Governor not prepared to go without a fight
The lead attorney for Central Bank Governor Dr DeLisle Worrell today served notice that he was preparing to lodge a “full case” in the law courts by Friday, even as High Court Judge Randall Worrell today assured his client of a longer stay in office through the granting of his second reprieve since Sunday.
And while expressing confidence that his legal arguments would succeed, Worrell’s attorney Gregory Nicholls also warned that even if the court were to discharge the current injunction, which has been in place since Sunday and currently blocks the embattled Governor’s dismissal, “there is still the Court of Appeal . . . and the CCJ [Caribbean Court of Justice].
“. . . all legal options are on the table,” Nicholls told reporters at the end of a two-and-a-half-hour-long hearing, which took place in Chamber, from 1 p.m. to 3 p.m.
“It is not a flippant decision by the Governor of the Central Bank. Coming here is not an exercise in theatrics . . . this is a serious matter and we will weigh all the options as it arises,” the attorney stressed.
At the same time, Nicholls sought to make a mockery of the arguments put forward by Solicitor General Jennifer Edwards, QC, in defence of Minister of Finance Chris Sinckler’s decision to remove the head of the country’s premier financial institution.
In fact, he likened the state’s argument to that presented by United States president Donald Trump in defence of his recent presidential order targeted at Muslims, which was subsequently overturned by the US court system.
“I was really surprised at the content of the argument,” said Nicholls, explaining that in same way that Trump had suggested that the judge would be at fault if terrorists were to attack the US, “it’s almost as if they are saying that they have to get rid of the governor because if they don’t get rid of the governor the economy will collapse”.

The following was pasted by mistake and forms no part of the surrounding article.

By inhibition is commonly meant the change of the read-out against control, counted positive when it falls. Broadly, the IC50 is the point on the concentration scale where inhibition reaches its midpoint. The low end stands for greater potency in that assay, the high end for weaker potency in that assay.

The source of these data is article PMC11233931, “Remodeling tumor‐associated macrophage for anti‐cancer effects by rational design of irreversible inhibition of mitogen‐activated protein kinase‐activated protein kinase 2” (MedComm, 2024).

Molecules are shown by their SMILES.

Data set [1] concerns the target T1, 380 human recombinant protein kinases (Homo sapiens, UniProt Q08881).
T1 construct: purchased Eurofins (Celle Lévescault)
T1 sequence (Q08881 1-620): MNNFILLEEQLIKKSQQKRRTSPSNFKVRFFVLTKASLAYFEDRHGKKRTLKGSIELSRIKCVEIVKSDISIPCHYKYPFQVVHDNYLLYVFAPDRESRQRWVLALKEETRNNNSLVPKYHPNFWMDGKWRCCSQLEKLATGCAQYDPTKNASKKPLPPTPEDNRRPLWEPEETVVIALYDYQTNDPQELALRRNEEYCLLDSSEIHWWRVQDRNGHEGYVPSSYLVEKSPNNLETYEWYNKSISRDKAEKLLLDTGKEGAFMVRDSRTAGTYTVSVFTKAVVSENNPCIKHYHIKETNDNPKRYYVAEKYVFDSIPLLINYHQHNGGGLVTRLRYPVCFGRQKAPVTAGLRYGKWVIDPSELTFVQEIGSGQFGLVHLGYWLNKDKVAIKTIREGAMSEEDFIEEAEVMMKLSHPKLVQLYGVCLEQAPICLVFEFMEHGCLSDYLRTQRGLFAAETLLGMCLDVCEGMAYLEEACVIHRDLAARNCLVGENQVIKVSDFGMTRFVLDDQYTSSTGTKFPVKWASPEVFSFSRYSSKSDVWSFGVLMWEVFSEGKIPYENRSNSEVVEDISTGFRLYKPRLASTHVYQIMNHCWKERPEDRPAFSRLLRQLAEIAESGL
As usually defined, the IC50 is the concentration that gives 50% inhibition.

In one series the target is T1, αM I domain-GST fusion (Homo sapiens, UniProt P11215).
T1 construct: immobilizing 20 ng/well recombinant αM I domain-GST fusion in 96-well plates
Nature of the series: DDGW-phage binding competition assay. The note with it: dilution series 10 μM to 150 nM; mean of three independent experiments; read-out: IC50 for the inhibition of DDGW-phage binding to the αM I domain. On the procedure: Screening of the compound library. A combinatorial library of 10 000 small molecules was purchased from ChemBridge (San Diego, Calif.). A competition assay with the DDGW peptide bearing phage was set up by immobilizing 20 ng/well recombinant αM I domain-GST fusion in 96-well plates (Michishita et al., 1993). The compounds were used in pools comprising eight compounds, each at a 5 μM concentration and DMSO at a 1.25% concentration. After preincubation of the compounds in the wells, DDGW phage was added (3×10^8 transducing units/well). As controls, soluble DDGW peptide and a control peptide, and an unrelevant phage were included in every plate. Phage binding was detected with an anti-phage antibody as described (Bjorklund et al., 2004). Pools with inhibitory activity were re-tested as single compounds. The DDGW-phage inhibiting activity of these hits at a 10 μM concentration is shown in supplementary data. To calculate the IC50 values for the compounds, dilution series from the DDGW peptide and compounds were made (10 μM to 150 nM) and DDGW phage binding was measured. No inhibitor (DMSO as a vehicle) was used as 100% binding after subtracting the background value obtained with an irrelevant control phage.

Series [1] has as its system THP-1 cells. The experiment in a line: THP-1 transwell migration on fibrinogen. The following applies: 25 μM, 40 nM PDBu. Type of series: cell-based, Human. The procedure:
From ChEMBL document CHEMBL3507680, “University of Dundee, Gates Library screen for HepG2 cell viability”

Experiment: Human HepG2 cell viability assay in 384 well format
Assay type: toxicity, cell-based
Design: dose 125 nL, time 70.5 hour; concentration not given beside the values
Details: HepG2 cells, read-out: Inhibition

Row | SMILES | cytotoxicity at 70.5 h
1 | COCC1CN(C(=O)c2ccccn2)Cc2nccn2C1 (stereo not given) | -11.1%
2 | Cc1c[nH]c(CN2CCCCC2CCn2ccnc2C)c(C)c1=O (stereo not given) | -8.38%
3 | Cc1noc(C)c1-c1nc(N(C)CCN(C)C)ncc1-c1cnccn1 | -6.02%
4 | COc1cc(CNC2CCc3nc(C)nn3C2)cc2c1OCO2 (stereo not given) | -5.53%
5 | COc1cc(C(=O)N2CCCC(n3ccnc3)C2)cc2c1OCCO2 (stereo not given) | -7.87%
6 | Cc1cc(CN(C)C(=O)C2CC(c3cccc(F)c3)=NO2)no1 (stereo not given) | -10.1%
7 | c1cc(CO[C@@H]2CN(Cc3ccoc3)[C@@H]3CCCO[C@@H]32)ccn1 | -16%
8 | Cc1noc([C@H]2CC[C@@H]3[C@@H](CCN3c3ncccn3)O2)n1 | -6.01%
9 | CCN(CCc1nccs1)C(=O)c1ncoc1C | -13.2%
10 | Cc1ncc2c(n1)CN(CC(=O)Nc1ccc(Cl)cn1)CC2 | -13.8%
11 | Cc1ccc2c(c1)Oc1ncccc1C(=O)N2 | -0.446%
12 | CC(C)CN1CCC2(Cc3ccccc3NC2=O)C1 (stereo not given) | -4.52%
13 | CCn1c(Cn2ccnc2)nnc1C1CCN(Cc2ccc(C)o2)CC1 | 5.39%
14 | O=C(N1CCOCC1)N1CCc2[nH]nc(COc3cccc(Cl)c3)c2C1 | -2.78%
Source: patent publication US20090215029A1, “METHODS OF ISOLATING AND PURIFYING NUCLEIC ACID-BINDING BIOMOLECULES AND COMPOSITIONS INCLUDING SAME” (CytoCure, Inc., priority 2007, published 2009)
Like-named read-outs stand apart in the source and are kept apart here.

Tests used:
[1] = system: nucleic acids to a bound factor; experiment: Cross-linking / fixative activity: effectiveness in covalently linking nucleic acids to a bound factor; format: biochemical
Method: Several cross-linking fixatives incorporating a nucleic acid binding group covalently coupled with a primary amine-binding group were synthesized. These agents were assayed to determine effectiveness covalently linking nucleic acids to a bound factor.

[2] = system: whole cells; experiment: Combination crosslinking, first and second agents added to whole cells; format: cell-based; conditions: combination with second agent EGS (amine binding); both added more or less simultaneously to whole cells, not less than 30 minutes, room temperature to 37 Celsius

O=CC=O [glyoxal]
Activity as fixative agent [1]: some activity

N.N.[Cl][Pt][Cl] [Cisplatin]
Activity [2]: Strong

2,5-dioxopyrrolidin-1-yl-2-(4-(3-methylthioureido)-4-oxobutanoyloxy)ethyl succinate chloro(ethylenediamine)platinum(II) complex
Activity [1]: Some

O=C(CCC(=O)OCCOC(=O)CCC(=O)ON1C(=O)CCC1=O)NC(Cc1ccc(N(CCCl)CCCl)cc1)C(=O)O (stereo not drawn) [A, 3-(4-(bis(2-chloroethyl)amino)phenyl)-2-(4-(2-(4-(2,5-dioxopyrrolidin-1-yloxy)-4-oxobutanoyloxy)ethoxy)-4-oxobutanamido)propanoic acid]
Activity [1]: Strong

While dismissing that argument out of hand, Nicholls contended that Sinckler, who did not put in an appearance in the High Court today, did not have the right to remove Worrell in the way that he attempted last Thursday at the insistence of other members of the monetary authority’s board.
At the time, Worrell was reportedly given the option of either tendering in his resignation by Monday of this week, or be fired.
However, the Governor, who is in his 70s, defied the verbal ultimatum, choosing instead to challenge the right of the Minister to force him to step down.
“He [Sinckler] did not have the power to get around the provisions of the [Central Bank] Act. The Act sets out how a director, including the Governor of the Central Bank, can be removed,” the Governor’s legal spokesman said.
“Until that process can be followed then the Minister’s arrogation unto himself of the power to remove him by virtue of him signing a letter of engagement, deploying the Governor, then we can’t go outside the confines of the Central Bank Act,” the lawyer stressed.
He revealed that his client was caught off-guard somewhat by the recent demand for him to go and had even questioned the seriousness of the demand.
However, he said it quickly registered that “had he not [stepped down] by Monday morning, the misuse of the executive powers given by Parliament to the functionaries under the Central Bank Act would have occurred in our opinion”.
Though acknowledging that Sinckler could decide that he no longer wanted to follow the Governor’s advice, he was adamant that proper procedure must be followed, including having the decision Gazetted and laid in Parliament.
“He can go under Section 49 and given directions if he wants to print money till the cows come home, he can do so, but he must do so through the provisions set out in the Act. Outside of the Act in our mind its unlawful,” Nicholls said, adding that his client remained committed to carrying out his substantive duties as Governor of the Central Bank of Barbados.